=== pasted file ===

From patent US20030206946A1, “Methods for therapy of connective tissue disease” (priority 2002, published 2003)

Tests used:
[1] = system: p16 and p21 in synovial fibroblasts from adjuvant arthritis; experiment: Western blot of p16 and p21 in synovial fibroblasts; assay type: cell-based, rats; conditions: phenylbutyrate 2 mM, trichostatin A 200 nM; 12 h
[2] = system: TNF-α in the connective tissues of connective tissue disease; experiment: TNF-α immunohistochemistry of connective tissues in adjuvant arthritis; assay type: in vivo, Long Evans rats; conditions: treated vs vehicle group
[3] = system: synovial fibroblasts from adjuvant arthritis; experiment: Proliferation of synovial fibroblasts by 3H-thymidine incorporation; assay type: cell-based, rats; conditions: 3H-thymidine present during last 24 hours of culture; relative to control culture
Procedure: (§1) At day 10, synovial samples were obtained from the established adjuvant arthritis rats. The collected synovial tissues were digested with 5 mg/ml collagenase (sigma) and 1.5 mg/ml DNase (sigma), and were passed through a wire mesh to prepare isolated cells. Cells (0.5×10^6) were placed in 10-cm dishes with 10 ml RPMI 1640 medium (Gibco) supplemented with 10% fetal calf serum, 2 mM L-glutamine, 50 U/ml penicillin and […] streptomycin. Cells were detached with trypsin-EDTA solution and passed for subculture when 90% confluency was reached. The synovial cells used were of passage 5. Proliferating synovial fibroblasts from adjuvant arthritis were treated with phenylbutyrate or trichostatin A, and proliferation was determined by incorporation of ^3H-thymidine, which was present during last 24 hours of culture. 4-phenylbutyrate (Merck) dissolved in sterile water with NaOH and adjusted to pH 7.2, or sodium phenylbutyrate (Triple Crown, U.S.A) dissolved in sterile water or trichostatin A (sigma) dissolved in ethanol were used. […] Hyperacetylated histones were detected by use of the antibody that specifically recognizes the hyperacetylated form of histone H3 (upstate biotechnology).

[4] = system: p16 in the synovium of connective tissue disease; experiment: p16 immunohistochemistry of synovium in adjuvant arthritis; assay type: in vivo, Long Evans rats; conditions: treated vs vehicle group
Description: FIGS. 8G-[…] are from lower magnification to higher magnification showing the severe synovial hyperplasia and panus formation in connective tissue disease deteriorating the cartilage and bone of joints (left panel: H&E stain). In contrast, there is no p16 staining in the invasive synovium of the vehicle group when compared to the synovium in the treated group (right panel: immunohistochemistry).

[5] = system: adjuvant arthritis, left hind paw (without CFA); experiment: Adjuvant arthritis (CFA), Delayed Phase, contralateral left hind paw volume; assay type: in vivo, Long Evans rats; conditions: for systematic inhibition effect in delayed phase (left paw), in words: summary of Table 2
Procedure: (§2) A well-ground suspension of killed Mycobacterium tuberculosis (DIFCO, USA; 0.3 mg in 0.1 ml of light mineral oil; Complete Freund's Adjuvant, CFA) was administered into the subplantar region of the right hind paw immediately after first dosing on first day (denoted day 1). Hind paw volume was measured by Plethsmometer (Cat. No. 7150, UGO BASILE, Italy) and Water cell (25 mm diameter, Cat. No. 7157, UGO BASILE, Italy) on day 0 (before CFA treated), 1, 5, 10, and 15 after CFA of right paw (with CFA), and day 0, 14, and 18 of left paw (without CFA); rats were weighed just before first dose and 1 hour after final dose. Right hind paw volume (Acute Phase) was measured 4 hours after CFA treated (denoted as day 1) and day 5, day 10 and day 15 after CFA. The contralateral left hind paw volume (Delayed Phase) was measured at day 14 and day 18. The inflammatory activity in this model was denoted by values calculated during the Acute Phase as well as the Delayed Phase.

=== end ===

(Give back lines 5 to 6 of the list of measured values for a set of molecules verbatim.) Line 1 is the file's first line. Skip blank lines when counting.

[3] = system: synovial fibroblasts from adjuvant arthritis; experiment: Proliferation of synovial fibroblasts by 3H-thymidine incorporation; assay type: cell-based, rats; conditions: 3H-thymidine present during last 24 hours of culture; relative to control culture
Procedure: (§1) At day 10, synovial samples were obtained from the established adjuvant arthritis rats. The collected synovial tissues were digested with 5 mg/ml collagenase (sigma) and 1.5 mg/ml DNase (sigma), and were passed through a wire mesh to prepare isolated cells. Cells (0.5×10^6) were placed in 10-cm dishes with 10 ml RPMI 1640 medium (Gibco) supplemented with 10% fetal calf serum, 2 mM L-glutamine, 50 U/ml penicillin and […] streptomycin. Cells were detached with trypsin-EDTA solution and passed for subculture when 90% confluency was reached. The synovial cells used were of passage 5. Proliferating synovial fibroblasts from adjuvant arthritis were treated with phenylbutyrate or trichostatin A, and proliferation was determined by incorporation of ^3H-thymidine, which was present during last 24 hours of culture. 4-phenylbutyrate (Merck) dissolved in sterile water with NaOH and adjusted to pH 7.2, or sodium phenylbutyrate (Triple Crown, U.S.A) dissolved in sterile water or trichostatin A (sigma) dissolved in ethanol were used. […] Hyperacetylated histones were detected by use of the antibody that specifically recognizes the hyperacetylated form of histone H3 (upstate biotechnology).